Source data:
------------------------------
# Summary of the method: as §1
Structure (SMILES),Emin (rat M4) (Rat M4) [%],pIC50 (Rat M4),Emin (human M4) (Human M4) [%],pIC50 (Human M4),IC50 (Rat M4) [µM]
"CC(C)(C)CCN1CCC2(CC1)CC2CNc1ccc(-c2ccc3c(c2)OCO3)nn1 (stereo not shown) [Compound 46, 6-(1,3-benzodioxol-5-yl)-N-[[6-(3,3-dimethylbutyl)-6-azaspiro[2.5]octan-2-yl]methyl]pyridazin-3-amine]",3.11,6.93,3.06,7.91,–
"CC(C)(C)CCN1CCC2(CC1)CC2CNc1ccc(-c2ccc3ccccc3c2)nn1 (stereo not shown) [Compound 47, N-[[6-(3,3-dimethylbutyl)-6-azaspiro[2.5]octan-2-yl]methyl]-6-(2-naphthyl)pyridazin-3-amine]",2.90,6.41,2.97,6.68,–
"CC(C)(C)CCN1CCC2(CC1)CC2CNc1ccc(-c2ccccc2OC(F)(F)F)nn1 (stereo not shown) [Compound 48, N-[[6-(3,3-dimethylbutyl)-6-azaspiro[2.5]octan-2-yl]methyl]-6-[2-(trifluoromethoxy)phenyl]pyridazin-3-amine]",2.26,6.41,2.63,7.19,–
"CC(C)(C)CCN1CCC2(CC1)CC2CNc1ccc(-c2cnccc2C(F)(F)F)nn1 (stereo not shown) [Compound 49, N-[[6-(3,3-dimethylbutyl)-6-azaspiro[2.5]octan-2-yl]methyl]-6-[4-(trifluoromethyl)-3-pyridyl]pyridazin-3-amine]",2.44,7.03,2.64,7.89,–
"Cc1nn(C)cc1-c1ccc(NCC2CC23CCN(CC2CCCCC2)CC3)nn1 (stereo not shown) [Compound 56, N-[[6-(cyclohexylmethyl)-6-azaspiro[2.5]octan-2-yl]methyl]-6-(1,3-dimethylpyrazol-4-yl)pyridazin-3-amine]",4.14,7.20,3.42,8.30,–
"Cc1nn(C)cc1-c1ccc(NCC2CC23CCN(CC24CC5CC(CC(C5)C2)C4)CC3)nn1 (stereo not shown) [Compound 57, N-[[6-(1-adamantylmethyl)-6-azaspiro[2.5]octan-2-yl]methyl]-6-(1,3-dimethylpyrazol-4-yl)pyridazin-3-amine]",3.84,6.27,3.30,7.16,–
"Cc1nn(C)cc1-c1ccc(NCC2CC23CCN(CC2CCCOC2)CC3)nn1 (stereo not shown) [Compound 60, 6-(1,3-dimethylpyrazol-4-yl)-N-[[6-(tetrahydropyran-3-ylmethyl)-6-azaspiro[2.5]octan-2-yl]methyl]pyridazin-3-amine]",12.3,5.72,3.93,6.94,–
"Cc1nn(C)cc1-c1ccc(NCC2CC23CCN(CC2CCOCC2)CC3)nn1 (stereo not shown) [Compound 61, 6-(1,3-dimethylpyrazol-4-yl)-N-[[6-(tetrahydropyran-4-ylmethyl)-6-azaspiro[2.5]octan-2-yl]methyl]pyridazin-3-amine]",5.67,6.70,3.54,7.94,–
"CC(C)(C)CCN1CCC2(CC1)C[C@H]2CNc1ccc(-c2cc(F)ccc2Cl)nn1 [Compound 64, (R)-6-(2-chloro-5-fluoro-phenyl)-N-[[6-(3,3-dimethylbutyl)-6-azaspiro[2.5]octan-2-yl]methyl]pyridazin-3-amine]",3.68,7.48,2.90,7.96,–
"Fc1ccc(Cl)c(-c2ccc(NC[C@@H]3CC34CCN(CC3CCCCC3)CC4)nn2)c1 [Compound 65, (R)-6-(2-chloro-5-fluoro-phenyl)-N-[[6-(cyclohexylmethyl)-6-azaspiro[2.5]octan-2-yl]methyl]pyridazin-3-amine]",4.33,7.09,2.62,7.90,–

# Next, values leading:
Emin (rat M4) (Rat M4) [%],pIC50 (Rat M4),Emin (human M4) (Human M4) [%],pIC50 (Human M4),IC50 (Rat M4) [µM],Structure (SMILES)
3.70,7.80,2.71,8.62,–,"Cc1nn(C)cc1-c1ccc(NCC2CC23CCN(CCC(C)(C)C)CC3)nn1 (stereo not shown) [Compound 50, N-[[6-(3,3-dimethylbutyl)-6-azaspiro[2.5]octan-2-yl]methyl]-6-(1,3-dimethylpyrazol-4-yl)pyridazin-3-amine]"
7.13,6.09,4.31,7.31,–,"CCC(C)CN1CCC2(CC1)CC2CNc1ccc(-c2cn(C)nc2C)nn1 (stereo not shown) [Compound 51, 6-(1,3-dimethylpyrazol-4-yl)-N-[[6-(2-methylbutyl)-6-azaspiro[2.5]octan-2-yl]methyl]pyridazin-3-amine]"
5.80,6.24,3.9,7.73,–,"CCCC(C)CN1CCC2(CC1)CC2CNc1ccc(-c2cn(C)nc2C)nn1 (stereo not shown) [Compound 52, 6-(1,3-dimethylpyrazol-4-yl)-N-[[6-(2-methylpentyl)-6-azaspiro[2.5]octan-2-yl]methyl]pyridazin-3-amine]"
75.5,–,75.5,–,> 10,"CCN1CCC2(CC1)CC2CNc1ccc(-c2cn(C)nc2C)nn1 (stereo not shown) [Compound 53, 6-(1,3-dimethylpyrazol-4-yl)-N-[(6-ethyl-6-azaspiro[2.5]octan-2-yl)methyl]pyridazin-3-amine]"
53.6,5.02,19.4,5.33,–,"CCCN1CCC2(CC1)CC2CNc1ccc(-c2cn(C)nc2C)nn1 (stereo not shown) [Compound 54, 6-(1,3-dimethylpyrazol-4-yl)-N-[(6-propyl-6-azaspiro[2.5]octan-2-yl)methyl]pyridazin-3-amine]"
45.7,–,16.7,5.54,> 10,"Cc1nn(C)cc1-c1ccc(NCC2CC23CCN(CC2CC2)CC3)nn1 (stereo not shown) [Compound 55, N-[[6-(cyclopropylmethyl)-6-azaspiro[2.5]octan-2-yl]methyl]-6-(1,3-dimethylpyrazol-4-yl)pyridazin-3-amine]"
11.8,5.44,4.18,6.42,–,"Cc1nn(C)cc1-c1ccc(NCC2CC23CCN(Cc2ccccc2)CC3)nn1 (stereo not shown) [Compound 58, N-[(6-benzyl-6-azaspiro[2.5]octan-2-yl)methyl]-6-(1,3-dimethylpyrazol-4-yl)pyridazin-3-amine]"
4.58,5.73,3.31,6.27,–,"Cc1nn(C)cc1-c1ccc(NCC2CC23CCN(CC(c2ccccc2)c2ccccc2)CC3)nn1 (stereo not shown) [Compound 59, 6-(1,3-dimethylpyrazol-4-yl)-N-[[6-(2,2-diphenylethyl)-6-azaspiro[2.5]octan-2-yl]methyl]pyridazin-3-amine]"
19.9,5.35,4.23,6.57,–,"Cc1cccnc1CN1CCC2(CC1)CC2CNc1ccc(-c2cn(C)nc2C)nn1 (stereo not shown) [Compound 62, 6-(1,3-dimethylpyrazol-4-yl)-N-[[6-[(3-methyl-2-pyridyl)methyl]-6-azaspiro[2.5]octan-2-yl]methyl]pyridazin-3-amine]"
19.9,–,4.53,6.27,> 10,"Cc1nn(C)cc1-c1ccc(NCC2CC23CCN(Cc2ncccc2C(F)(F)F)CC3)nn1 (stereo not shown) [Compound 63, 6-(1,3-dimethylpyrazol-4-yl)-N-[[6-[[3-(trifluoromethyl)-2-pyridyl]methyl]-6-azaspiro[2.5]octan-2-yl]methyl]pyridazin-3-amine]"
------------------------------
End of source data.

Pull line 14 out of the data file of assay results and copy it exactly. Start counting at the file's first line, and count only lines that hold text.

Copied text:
Emin (rat M4) (Rat M4) [%],pIC50 (Rat M4),Emin (human M4) (Human M4) [%],pIC50 (Human M4),IC50 (Rat M4) [µM],Structure (SMILES)